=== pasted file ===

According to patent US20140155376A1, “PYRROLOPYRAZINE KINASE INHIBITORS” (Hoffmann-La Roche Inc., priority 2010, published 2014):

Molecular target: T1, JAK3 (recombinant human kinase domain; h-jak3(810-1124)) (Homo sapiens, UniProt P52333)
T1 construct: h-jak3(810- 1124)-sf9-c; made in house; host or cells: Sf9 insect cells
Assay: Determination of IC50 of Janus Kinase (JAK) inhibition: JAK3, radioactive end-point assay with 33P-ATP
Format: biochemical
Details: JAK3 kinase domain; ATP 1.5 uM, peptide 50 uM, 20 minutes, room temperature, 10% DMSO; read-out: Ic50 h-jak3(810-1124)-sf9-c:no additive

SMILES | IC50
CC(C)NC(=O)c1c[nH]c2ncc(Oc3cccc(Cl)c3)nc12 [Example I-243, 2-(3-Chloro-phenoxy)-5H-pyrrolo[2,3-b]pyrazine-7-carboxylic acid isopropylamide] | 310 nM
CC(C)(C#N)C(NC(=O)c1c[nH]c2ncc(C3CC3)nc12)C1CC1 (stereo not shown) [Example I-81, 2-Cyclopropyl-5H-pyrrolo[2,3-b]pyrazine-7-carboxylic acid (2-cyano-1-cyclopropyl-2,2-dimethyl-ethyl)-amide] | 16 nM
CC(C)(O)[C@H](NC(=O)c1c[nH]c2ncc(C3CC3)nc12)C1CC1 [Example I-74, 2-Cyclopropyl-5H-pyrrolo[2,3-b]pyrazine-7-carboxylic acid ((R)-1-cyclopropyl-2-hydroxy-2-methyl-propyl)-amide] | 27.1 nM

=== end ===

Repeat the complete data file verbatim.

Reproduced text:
According to patent US20140155376A1, “PYRROLOPYRAZINE KINASE INHIBITORS” (Hoffmann-La Roche Inc., priority 2010, published 2014):

Molecular target: T1, JAK3 (recombinant human kinase domain; h-jak3(810-1124)) (Homo sapiens, UniProt P52333)
T1 construct: h-jak3(810- 1124)-sf9-c; made in house; host or cells: Sf9 insect cells
Assay: Determination of IC50 of Janus Kinase (JAK) inhibition: JAK3, radioactive end-point assay with 33P-ATP
Format: biochemical
Details: JAK3 kinase domain; ATP 1.5 uM, peptide 50 uM, 20 minutes, room temperature, 10% DMSO; read-out: Ic50 h-jak3(810-1124)-sf9-c:no additive

SMILES | IC50
CC(C)NC(=O)c1c[nH]c2ncc(Oc3cccc(Cl)c3)nc12 [Example I-243, 2-(3-Chloro-phenoxy)-5H-pyrrolo[2,3-b]pyrazine-7-carboxylic acid isopropylamide] | 310 nM
CC(C)(C#N)C(NC(=O)c1c[nH]c2ncc(C3CC3)nc12)C1CC1 (stereo not shown) [Example I-81, 2-Cyclopropyl-5H-pyrrolo[2,3-b]pyrazine-7-carboxylic acid (2-cyano-1-cyclopropyl-2,2-dimethyl-ethyl)-amide] | 16 nM
CC(C)(O)[C@H](NC(=O)c1c[nH]c2ncc(C3CC3)nc12)C1CC1 [Example I-74, 2-Cyclopropyl-5H-pyrrolo[2,3-b]pyrazine-7-carboxylic acid ((R)-1-cyclopropyl-2-hydroxy-2-methyl-propyl)-amide] | 27.1 nM